Immunoglobulin production in HK vaccinated BALB/c mice

We further characterized the ability of HK vaccination to induce a predominant IgG isotype by determining IgG2a/IgG1 ratios in i.p. and i.n. vaccinated BALB/c mice. Pre (day 14 post vaccination) and post (day 2 post infection) exposure serum samples were obtained and evaluated for IgG isotype concentrations (Table 1). No appreciable differences in IgG pre-exposure levels were seen when comparing i.n. to i.p. vaccination. In addition, cobra venom factor-treated animals showed no significant differences to non-cobra venom factor-treated animals in IgG pre-exposure (challenge) levels. Conversely, isotype switching in the cobra venom factor treated animals was enhanced in post-exposure serum IgG2a (Table 1).

Table 1 Murine immune responses to HK vaccination


Recent studies have shown a key role in protection from lethal challenge for IFN-γ in non-vaccinated mice from either NK and/or NKT cells following experimental exposure to B. mallei and B. pseudomallei [7, 8]. A similar protective role in the innate response to infection has been demonstrated for TNF-α in B. pseudomallei infection [8]. The studies presented here are consistent with the essential role of these factors in the relative levels of protection conferred by vaccination with heat-killed B. pseudomallei and would appear to be viable early markers for protection from lethal acute infection [9]. Currently, there are no fully protective vaccines against B. mallei or B. pseudomallei in a murine model, particularly for the sensitive BALB/c versus C57BL6 models. Previous studies have also demonstrated that both the humoral and cell-mediated arms are essential for protection from B. pseudomallei infection [10]. Thus, loss or reduction of TNF-α and IFN-γ levels result in significantly reduced survival rates, substantiating previous reports of the role of these factors in protection against B. mallei [7]. Moreover, we demonstrate a role for sustained TNF-α production in the maintenance of host survival throughout the course of B. mallei infection. Mice with an established B. mallei chronic infection rapidly lost the ability to control the growth of the bacillus upon neutralization of TNF-α. This would suggest a potential role for TNF-α in the maintenance of productive granulomas which may limit the spread of bacteria in chronically infected hosts, or, alternatively, in direct or indirect microbicidal or bacteriostatic activities at the sites of infection. Additional studies are underway to determine more precisely the role of TNF-α in host protection to B. mallei.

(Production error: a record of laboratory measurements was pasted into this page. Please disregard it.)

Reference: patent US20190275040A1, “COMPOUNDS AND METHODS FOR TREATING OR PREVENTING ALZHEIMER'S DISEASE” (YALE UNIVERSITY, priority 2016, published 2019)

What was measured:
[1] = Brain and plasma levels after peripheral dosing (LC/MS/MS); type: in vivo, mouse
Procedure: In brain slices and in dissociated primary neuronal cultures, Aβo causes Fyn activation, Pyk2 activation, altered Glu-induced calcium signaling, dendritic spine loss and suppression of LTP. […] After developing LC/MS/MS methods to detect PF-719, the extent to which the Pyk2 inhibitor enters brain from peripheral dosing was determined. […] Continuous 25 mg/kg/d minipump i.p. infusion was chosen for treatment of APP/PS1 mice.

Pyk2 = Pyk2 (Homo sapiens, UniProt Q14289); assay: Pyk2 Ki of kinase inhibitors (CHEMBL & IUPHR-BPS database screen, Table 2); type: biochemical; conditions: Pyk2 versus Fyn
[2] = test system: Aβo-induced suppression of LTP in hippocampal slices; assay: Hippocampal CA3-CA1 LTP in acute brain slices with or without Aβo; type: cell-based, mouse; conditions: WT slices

Multiple innate and adaptive cell types may contribute to the production of IFN-γ in response to infection with B. mallei following vaccination. Our results with individual depletion of CD4+ and CD8+ T cells suggests that both cell types may compensate for the functional loss of the other effector cell type in the production of this key cytokine. The effector role for IFN-γ in mediating protection against B. mallei may include both immunoregulatory and non-regulatory functions. Regardless, the requirement of IFN-γ, as demonstrated by administration of neutralizing antibody prior to infection, indicates that stimulation of IFN-γ response is a desirable goal for a B. mallei vaccine.

Similarly, B220-positive cells appear to play a role in protection following vaccination with heat-killed B. mallei. Interestingly, this protective immunity, occurring in other intracellular pathogens, is not exclusively dependent on B cells [11]. Passive protection has been demonstrated against acute Burkholderia infection by monoclonal antibodies [5, 12]. Protection against B. pseudomallei infection by anti-LPS, capsular polysaccharide and proteins has been short-lived, suggesting that antibody production offers limited protection in the initial stages of infection by an as-yet-undefined mechanism [12]. We have shown that following depletion of B220+ cells, survival rates decreased as much as 100% relative to non-depleted controls and individual CD4/CD8-depleted mice via the intraperitoneal route. Results from C57BL/6 mice deficient in mature B-cells (μMT), CD4 T-cells (CD4-/-) or CD8 T-cells (CD8-/-) substantiate the requirement for B-cell involvement by evidence of μMT and CD4-/- decreased survival. The lack of an effective CTL response to vaccination did not appear to alter survival in what would appear to be a CD4/B-cell (humoral)-driven response. In CD4-deficient mice, we have the additional potential variable that a CD4-dependent antibody response might also be inhibited during the vaccination phase relative to mice treated with antibody immediately prior to and during the early phases of infection. Although not statistically significant, we did observe a decrease in survival in μMT (mature B cell) deficient mice as early as day 9 post challenge, whereas CD4-deficient mice produced similar results at day 32 post challenge, indicating a role for B cells independent of CD4 T cell help, perhaps through a T-independent mechanism of antibody production. Although CD8-/- C57BL/6 demonstrated no decreased survival in our HK-vaccinated model, a lack of potential endogenous protein production by HK B. mallei may have contributed to limited MHC-I presentation.